Sunday, February 27, 2011

revolution by jared dublin

Revolution always begins when a group of people have different view of what is going on throughout society, whether it is positive or negative. In violent or peaceful ways the group of people try to rebel against whatever it is they are going against. Whether it is in peaceful ways such as marches, or in Egypt's case using technology such as the internet and Facebook to get the message across and ban people with the same belief together. Or on the other hand there can negative and violent rebellions. In today’s world revolutions are much more technological and advanced then what revolutions were years ago.

The exchange on Facebook was part of a remarkable two-year collaboration that has given birth to a new force in the Arab world — a pan-Arab youth movement dedicated to spreading democracy in a region without it. Young Egyptian and Tunisian activists brainstormed on the use of technology to evade surveillance, commiserated about torture and traded practical tips on how to stand up to rubber bullets and organize barricades.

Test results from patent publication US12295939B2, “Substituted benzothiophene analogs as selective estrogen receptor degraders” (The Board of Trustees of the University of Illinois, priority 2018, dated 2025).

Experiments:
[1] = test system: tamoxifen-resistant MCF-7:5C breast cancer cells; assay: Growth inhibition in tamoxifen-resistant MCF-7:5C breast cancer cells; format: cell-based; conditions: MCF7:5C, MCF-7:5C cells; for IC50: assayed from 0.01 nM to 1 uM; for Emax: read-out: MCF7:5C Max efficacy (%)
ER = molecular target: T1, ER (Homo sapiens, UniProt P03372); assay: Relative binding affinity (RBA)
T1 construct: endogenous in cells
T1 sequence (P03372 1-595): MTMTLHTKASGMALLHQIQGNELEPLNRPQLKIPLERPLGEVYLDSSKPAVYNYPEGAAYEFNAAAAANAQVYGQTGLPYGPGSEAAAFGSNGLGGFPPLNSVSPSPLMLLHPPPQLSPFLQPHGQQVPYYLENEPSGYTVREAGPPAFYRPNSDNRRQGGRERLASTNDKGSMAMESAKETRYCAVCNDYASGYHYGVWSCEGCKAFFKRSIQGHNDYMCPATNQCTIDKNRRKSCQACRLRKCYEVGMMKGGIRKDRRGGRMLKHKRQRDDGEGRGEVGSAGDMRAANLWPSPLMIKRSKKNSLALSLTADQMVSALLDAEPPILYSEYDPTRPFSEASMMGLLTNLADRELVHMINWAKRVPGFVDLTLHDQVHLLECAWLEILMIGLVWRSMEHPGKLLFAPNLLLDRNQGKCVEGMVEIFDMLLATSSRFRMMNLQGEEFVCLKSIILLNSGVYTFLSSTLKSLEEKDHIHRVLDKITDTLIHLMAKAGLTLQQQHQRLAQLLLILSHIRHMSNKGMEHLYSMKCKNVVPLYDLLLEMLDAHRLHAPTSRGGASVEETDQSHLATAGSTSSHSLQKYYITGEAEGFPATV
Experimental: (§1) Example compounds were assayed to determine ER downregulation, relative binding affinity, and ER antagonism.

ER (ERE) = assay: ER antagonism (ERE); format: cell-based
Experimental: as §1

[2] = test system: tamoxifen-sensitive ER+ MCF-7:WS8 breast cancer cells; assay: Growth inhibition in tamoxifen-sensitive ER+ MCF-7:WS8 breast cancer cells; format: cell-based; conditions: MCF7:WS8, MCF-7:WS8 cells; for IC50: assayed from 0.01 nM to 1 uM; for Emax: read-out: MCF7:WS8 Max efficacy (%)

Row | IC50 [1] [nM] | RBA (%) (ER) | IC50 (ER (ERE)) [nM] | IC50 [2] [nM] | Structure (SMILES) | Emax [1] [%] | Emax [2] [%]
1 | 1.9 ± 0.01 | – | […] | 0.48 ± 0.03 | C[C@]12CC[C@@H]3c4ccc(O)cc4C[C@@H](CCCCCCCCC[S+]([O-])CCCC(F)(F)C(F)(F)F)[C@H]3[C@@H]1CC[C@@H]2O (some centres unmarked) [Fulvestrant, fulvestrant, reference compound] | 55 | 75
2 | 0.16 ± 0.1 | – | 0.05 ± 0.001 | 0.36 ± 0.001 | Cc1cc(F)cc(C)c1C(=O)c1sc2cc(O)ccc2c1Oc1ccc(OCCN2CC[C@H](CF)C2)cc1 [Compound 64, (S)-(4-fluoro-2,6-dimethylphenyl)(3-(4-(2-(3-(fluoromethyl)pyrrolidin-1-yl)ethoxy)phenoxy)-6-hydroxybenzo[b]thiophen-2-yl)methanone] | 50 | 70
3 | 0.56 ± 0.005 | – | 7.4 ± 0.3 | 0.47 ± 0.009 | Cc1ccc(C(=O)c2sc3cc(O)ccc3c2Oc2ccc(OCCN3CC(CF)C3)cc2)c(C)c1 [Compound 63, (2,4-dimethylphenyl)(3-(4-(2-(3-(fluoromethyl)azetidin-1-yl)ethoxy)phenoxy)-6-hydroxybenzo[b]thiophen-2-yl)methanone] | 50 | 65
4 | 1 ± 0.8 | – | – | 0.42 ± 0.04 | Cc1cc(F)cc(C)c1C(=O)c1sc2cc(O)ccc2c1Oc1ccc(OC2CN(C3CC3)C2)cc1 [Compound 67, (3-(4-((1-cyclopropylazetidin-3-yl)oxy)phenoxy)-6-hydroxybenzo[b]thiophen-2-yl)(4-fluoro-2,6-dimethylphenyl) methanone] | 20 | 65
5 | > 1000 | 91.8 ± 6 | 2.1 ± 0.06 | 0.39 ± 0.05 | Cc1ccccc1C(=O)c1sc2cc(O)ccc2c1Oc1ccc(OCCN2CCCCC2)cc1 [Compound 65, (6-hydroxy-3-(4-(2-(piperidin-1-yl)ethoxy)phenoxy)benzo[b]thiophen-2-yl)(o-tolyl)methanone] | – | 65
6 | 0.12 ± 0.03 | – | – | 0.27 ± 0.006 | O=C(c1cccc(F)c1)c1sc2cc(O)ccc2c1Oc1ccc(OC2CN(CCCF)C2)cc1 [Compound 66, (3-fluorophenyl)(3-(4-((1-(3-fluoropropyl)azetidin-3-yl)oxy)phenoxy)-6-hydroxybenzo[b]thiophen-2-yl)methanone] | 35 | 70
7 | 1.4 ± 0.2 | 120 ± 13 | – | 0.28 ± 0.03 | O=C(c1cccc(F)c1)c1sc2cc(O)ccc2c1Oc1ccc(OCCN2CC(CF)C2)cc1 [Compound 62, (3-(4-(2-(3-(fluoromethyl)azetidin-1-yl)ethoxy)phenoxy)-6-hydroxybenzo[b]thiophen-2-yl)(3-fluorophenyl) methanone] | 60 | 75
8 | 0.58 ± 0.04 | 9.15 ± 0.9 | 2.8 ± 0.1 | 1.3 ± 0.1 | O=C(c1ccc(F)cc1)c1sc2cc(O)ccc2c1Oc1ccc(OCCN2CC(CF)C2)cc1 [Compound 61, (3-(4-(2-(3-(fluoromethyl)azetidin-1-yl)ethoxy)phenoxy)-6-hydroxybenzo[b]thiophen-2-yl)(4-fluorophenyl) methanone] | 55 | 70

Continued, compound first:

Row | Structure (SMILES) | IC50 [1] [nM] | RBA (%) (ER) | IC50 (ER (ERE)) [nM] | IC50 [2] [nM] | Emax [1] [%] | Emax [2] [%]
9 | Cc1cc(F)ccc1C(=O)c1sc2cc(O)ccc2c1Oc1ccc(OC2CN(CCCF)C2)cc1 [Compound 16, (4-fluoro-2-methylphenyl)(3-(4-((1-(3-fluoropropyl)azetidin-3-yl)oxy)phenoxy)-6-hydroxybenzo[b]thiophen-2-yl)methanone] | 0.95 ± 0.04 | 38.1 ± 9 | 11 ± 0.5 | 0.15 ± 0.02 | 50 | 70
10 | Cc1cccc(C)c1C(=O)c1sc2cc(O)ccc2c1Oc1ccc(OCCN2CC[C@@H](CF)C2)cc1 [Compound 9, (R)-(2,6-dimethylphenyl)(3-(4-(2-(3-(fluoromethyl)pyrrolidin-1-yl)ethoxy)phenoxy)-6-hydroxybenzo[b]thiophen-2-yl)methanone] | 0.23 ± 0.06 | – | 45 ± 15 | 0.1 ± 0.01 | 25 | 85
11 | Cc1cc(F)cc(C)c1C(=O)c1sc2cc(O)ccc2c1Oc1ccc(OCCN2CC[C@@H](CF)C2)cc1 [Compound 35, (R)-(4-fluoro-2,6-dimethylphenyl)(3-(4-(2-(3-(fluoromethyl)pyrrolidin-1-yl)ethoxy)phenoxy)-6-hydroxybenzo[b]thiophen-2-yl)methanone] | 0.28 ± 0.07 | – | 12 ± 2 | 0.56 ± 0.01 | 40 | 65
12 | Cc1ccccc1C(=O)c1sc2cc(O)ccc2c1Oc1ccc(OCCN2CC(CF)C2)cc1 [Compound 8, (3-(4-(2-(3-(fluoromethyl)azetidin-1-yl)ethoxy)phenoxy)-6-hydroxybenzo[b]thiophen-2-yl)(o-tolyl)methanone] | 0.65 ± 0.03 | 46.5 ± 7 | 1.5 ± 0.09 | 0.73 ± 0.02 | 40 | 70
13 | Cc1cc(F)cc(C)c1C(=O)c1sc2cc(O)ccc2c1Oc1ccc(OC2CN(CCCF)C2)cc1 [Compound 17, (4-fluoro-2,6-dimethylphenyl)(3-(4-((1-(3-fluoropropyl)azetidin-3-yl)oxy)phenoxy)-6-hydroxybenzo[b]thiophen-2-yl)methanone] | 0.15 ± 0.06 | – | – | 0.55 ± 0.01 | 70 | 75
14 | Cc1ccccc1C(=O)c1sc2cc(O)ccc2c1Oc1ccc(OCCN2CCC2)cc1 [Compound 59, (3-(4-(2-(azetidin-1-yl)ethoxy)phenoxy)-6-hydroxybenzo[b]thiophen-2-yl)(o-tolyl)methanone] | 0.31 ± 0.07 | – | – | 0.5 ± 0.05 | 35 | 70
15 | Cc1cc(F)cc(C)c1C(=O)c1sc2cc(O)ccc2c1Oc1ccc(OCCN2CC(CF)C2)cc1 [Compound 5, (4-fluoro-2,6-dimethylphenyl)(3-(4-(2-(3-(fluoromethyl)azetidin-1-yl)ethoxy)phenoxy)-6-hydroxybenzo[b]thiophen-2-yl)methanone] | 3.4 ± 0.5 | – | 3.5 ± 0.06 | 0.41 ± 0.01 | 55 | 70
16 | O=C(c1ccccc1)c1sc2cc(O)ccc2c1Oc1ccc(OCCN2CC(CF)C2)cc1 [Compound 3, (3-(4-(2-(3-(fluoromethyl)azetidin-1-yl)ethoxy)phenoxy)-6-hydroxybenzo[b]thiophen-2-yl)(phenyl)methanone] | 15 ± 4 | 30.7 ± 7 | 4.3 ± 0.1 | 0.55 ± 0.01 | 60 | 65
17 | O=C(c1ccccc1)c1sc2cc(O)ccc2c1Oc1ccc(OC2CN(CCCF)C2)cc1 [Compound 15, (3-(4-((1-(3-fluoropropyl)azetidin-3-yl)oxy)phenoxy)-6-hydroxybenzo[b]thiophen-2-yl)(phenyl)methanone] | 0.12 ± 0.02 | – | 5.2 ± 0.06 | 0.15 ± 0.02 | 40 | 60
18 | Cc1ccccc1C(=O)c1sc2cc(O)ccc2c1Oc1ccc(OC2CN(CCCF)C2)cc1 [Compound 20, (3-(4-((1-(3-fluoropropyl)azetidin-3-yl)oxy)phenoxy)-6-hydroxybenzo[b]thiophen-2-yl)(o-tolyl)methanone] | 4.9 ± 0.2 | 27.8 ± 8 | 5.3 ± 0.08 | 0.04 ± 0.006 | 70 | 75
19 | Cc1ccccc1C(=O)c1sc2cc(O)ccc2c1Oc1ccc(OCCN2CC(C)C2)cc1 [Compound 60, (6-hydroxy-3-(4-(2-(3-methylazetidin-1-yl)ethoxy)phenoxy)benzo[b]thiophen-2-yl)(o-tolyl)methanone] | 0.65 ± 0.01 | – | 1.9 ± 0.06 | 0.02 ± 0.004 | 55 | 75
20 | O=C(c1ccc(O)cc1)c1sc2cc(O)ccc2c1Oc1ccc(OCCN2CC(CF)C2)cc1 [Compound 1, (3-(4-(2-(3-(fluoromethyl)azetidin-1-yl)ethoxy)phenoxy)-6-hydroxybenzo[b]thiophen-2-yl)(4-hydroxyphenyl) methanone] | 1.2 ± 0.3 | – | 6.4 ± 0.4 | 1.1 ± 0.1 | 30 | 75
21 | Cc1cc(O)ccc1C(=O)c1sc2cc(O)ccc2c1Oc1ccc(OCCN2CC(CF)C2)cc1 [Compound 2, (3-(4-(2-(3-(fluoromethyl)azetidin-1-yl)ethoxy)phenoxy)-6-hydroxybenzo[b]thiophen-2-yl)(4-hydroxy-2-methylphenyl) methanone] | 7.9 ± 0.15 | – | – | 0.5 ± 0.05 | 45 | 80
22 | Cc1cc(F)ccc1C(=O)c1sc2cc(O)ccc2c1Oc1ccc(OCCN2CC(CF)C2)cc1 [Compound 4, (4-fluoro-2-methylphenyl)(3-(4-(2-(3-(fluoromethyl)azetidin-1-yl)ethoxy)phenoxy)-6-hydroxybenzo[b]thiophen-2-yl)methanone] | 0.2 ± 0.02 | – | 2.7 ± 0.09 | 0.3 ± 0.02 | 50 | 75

They fused their secular expertise in social networks with a discipline culled from religious movements and combined the energy of soccer fans with the sophistication of surgeons. Breaking free from older veterans of the Arab political opposition, they relied on tactics of nonviolent resistance channeled from an American scholar through a Serbian youth brigade — but also on marketing tactics borrowed from Silicon Valley.”

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